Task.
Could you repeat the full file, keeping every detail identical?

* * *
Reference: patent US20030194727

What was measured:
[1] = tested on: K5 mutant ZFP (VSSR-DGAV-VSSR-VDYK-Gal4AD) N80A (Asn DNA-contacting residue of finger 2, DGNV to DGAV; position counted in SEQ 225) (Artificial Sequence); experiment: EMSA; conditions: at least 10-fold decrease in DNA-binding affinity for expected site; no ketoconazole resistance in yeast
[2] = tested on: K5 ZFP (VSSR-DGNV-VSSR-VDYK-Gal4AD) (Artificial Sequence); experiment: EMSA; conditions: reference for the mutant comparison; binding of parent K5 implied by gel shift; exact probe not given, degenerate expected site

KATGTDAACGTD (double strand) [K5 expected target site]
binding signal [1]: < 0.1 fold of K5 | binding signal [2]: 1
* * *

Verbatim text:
Reference: patent US20030194727

What was measured:
[1] = tested on: K5 mutant ZFP (VSSR-DGAV-VSSR-VDYK-Gal4AD) N80A (Asn DNA-contacting residue of finger 2, DGNV to DGAV; position counted in SEQ 225) (Artificial Sequence); experiment: EMSA; conditions: at least 10-fold decrease in DNA-binding affinity for expected site; no ketoconazole resistance in yeast
[2] = tested on: K5 ZFP (VSSR-DGNV-VSSR-VDYK-Gal4AD) (Artificial Sequence); experiment: EMSA; conditions: reference for the mutant comparison; binding of parent K5 implied by gel shift; exact probe not given, degenerate expected site

KATGTDAACGTD (double strand) [K5 expected target site]
binding signal [1]: < 0.1 fold of K5 | binding signal [2]: 1